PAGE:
With further reference to the forthcoming talks between Australia and New Zealand , the following points which emerged during a conversation with Mr. A. D. McIntosh, the Secretary for External Affairs, may be of interest.
While the officially announced members of the New Zealand Delegation would be the Prime Minister, Mr. Fraser, the Minister for Mines, Mr. Webb, and the Minister for Defence, Mr. Jones, it was possible that another Minister might also attend. The Prime Minister would be accompanied most likely by his wife on account of his health and each of the Ministers would bring a private secretary. As officials, McIntosh would attend together with Patrick, who is the official concerned in External Affairs with Pacific Islands. Possible additions to the official party would be Shanahan of External Affairs, and the Secretary of the Treasury, Ashwin, but these have not been selected yet. It appears likely that the New Zealand party will fly from Auckland arriving in Sydney on the afternoon of 14th January.
McIntosh referred to our draft agenda paper  which he repeated had not yet been considered by Mr. Fraser. The main comment which he, McIntosh, made was on the absence of questions relating to trade and commerce. He remarked that such topics as the application of Article 7 of the Mutual Aid Agreement were of vital importance to New Zealand. If there were a reduction in Imperial preference as a result of Article 7, New Zealand's trade in primary produce, which is so important to this country, might be greatly affected. Australia, he remarked, was not so dependent on her exports of primary produce now that her secondary industries had developed. McIntosh also pointed out that Pacific Island trade is a small item to Australia and a very small item to New Zealand, whereas the British market for primary products is a most important factor in New Zealand's economic life. He therefore felt that discussions on Pacific Islands supply were of relatively minor importance compared with those larger issues.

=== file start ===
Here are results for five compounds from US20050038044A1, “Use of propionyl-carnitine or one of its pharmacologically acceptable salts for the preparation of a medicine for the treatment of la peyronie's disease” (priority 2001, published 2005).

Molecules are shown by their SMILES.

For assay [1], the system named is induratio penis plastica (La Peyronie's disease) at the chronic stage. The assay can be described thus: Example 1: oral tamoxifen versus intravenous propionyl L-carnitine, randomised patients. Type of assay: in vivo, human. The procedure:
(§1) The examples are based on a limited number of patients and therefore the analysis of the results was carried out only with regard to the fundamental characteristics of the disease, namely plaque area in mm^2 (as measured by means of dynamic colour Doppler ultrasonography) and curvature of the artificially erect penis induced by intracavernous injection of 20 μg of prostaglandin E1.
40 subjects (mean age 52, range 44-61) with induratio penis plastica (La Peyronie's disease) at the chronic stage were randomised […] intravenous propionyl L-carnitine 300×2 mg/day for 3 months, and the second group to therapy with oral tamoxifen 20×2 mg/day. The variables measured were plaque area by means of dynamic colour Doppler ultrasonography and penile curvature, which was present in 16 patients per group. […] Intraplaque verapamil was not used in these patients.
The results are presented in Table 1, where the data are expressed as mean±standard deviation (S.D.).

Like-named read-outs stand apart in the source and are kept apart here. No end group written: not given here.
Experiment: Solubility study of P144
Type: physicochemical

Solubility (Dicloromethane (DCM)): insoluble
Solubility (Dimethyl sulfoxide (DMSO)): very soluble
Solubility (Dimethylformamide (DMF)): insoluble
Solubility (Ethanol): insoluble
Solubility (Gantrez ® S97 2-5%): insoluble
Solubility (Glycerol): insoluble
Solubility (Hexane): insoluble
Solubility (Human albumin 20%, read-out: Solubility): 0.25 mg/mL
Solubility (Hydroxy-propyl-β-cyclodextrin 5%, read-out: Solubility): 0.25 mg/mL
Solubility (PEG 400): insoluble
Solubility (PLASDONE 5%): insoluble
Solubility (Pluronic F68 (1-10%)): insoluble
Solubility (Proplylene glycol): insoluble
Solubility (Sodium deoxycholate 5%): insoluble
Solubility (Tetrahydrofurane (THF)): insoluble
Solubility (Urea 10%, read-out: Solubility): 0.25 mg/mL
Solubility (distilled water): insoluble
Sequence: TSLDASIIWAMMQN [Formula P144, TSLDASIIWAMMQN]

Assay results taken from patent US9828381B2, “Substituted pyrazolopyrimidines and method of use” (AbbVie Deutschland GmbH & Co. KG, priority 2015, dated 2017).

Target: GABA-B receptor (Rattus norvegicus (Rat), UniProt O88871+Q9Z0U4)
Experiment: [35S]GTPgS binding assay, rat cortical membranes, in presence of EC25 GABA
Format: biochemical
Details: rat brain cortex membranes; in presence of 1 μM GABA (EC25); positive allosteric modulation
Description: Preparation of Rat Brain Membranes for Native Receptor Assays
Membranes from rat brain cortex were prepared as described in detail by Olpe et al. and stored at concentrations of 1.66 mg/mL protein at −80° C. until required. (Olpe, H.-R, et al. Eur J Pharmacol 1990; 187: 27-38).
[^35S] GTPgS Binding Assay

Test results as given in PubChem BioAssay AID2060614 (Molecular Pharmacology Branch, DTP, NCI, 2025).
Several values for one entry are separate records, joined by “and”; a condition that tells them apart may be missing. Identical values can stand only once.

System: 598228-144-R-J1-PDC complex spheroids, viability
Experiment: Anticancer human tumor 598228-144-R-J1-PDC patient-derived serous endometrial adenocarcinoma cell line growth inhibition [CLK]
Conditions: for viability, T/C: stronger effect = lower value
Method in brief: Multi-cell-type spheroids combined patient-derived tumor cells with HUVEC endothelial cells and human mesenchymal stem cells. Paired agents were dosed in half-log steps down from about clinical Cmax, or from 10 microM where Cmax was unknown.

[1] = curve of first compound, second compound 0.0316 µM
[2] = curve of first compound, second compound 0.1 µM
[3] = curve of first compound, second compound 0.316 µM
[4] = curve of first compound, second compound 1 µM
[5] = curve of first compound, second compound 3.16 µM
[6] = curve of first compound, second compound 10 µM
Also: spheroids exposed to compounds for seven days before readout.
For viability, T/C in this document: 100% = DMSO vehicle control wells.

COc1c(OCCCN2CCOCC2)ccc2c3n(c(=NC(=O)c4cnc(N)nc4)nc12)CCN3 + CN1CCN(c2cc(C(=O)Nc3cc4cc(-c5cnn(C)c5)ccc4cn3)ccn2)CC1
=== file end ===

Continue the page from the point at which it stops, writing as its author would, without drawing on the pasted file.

Another possible topic of discussion which he raised was the working of our reciprocal Lend Lease Agreements with the United States and the wish of the Americans to extend to a wider range of primary products the goods which Australia and New Zealand are supplying. He mentioned, for example, that the inclusion of tallow as reciprocal aid was a considerable burden and I remarked that Australia had recently declined to agree to further additions to the list of raw materials supplied as reciprocal aid to the United States.
These suggestions concerning commercial policy were raised quite informally by McIntosh and he emphasised that the Prime Minister had not had the opportunity of making any suggestions. They are interesting, however, taken in conjunction with Mr. Nash's expressed wish to discuss with Mr. Chifley questions affecting our two countries' balances of payments in London after the war.
McIntosh enquired also about the meaning of Item 1 of the draft agenda and the term 'In relation to discussions in London and Washington'. He seemed to think that this limited the whole scope of the proposed talks to questions which were likely to be raised at London or Washington, but I said that there was no wish on our part to limit the topics for discussion. McIntosh expressed the view that Mr. Fraser would wish the subjects of discussion to be left in as wide terms as possible.
McIntosh remarked that the Conference would be of value even if it merely clarified the views of our two Governments. I said, however, that on our part we expected some definite conclusions and agreements on policy to be reached as a result of the talks.